It's a familiar feeling. One moment you are doing your regular day-to-day tasks, and the next you have your head in your hands wondering "How on EARTH did I mess up this badly." Maybe you just deleted your work without saving it, or maybe you almost nuked an entire system. Either way, mistakes happen, and it sucks.
With this in mind, you've got to feel for the AEG engineer who pushed out the Over The Air (OTA) update that bricked an as-yet-unknown number of microwave combi-ovens in Europe.
"I think you sent a wrong update that made my new oven unusable. This morning no oven function anymore and f606 message, reboot does not work and if you want to turn on wifi (was suddenly off) you get f254 and it is on."
"Hi Ralph, there have indeed been several reports about this. We are working on fixing this as soon as possible (we hope to do this remotely). If you have already contacted our service department, you will be called as soon as the solution is available. 1/2"
The above tweet is among many user reports that their combi-ovens no longer have a microwave function, but have a mysterious new steam cooking function. It's not hard to see what happened here. Now, OTA updates are nothing unusual in the ever-expanding Internet of Things, but in this instance, the problem runs way deeper than an oven losing its sense of self-identity. Whatever OTA update was pushed out to thousands of ovens, across thousands of kilometers, also disabled further OTA updates.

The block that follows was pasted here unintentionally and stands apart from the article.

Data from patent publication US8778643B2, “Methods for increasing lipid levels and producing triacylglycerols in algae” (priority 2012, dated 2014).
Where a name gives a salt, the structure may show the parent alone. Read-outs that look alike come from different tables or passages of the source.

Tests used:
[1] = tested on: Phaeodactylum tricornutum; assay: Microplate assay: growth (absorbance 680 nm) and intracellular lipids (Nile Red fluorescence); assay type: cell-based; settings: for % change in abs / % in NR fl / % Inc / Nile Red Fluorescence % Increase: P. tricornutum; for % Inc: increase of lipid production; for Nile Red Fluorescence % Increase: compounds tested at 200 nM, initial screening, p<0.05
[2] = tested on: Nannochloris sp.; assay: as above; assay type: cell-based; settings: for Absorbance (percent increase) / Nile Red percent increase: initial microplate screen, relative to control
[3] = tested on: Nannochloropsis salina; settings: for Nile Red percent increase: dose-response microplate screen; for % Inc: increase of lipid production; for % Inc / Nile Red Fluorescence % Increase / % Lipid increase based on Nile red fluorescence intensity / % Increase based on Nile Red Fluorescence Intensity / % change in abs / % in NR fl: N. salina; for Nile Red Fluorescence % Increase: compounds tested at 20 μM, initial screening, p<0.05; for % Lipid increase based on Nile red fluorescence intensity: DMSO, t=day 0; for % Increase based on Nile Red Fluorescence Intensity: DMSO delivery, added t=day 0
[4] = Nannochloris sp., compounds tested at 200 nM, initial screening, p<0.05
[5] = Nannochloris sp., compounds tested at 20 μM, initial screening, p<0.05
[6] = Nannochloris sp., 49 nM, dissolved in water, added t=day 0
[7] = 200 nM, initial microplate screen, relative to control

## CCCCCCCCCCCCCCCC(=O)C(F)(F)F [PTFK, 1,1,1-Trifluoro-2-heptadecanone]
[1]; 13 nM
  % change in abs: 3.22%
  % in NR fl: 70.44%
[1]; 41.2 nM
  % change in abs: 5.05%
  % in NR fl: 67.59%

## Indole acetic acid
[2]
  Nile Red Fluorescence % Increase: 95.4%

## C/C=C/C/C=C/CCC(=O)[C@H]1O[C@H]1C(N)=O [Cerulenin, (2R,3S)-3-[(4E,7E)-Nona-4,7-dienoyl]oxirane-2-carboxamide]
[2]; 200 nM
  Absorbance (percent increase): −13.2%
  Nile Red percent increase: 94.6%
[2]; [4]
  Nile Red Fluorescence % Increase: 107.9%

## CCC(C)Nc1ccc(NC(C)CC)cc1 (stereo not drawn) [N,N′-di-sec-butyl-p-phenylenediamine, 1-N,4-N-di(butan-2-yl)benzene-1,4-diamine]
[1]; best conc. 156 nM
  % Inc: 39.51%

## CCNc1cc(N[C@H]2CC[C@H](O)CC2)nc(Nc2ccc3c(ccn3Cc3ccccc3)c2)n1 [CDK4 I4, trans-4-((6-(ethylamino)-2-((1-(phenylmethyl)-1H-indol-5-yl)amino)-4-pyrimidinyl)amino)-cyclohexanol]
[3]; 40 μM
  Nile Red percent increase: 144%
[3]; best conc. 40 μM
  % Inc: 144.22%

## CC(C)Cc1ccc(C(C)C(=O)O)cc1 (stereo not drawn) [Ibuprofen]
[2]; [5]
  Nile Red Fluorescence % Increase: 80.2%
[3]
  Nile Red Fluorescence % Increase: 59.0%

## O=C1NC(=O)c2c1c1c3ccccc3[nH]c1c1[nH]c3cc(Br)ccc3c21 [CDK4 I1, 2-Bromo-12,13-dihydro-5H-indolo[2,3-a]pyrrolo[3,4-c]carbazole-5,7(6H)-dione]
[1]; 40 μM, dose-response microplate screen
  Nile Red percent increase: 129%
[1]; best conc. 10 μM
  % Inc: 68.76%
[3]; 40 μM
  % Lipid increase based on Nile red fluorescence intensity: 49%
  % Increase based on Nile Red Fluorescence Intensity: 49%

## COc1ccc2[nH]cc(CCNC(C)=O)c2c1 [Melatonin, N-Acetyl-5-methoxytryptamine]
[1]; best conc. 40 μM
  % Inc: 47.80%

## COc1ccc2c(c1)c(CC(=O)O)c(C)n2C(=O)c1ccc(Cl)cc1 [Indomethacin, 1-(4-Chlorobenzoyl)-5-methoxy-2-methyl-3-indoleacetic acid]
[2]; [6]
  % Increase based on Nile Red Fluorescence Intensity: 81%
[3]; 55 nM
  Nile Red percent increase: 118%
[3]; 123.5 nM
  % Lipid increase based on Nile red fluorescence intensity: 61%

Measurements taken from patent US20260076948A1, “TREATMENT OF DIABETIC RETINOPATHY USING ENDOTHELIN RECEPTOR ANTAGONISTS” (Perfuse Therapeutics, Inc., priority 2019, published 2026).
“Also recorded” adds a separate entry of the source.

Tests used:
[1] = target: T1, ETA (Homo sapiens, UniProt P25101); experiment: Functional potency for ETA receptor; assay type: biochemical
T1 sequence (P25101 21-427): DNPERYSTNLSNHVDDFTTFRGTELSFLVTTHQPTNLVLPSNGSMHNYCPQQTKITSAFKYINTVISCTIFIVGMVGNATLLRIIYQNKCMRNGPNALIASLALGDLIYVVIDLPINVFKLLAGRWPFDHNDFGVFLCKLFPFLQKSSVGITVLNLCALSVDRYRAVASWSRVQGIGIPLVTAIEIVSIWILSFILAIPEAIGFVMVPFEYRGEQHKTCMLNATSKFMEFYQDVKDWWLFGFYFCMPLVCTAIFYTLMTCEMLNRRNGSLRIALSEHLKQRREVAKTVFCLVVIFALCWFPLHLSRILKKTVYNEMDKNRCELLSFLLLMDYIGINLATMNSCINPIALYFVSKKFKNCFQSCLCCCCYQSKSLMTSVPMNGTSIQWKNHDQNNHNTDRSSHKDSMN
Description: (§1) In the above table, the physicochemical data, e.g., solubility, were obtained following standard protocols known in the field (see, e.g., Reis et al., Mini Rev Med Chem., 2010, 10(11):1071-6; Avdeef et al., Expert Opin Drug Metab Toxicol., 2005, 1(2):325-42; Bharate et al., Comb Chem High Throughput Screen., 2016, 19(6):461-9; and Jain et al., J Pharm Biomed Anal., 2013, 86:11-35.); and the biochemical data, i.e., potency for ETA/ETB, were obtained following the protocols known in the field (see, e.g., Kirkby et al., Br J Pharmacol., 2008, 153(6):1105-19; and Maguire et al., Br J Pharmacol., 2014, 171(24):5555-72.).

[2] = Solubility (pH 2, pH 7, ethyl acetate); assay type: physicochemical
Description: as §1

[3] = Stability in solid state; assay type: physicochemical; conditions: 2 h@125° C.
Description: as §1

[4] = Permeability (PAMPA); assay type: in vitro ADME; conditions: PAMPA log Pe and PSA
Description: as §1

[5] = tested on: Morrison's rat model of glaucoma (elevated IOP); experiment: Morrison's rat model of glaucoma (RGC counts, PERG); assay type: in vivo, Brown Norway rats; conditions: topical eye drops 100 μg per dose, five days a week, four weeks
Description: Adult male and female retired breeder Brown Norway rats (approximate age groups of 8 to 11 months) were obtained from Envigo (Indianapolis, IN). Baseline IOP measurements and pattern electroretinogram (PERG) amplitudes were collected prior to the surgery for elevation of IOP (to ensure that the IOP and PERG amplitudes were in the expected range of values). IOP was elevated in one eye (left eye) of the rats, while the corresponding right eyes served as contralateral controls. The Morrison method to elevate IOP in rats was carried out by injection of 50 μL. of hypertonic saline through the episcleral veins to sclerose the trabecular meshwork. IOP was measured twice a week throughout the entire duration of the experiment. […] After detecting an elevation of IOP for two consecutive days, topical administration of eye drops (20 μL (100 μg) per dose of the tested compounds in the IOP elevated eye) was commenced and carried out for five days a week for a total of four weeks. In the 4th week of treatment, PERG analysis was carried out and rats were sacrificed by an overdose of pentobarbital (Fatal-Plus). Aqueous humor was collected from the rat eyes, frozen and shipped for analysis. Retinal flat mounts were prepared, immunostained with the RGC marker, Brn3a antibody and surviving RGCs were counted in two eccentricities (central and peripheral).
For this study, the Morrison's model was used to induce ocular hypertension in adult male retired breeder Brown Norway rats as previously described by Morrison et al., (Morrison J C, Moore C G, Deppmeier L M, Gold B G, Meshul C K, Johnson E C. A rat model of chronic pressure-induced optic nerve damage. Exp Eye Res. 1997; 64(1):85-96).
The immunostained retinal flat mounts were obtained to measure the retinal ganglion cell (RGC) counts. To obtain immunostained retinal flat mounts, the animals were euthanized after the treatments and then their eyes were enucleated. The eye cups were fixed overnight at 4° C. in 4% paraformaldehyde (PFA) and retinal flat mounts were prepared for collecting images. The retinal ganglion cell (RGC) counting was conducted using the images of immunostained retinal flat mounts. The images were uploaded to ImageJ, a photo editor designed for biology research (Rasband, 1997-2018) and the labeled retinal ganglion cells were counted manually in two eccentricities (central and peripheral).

AEG claims to be looking into a remote fix for this, but since it appears that Wi-Fi connectivity is bugged due to the botched update, it's hard to see how something like this gets fixed without physical access to the ovens.
The debate rages on as to whether things like microwaves need to be part of the larger Internet of Things, but the problem here isn't adding connectivity - it's adding it badly. A series of errors happened here at fundamental levels. Why was a device shipped without an onboard flasher the user could use in an event like this? Many devices can be reset by turning them on holding a certain button - surely OTA only devices need this more than any other? Perhaps even worse, how can any development team working on OTA updates have anything remotely close to broadcast that doesn't contain OTA back doors?
Only AEG has the answers, and while they are sending technicians out to fix it for free [Dutch], they aren't saying more about the circumstances that caused such a large oof.
While this was one hell of a bad day for an engineer and a pretty annoying time for all owners of the doomed microwave in question, the fundamental question still stands. How does something like this happen?
A large number of connected systems - including those powered by the humble ESP32 - are capable of OTA updates. Pretty much the first thing you learn when doing OTA updates is the need to make sure every update you send retains OTA functionality.
The wrong update can stop OTA, but that's no problem right? Just plug in your USB cable and re-write the firmware? Well, yes, that's easy to do at home, on a breadboard. What happens when you are talking about a microcontroller buried deep in an oven, with no access to debug and programming pins? What happens when the person with the faulty tech isn't an engineer, but a consumer? A presumably hungry consumer?
These are all things you should think about while working on any wireless project for remote operation, and sadly, for whatever reason, something AEG didn't think enough about.